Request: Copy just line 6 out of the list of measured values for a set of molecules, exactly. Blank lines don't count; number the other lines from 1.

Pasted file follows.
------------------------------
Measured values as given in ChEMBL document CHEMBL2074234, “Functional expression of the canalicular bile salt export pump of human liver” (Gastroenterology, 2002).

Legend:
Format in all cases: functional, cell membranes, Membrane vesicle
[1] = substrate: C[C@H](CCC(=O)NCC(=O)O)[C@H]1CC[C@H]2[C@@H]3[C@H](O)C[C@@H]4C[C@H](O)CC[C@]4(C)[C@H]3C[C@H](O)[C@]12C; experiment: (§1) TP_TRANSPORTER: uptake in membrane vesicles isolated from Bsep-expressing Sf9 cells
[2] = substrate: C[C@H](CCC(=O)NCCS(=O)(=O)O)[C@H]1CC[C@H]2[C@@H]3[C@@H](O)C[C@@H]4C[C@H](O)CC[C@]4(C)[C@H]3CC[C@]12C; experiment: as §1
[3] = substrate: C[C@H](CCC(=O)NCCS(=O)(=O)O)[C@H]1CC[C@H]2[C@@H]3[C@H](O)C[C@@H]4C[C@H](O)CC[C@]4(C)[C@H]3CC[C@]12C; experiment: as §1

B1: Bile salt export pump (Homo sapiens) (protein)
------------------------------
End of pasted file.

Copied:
[3] = substrate: C[C@H](CCC(=O)NCCS(=O)(=O)O)[C@H]1CC[C@H]2[C@@H]3[C@H](O)C[C@@H]4C[C@H](O)CC[C@]4(C)[C@H]3CC[C@]12C; experiment: as §1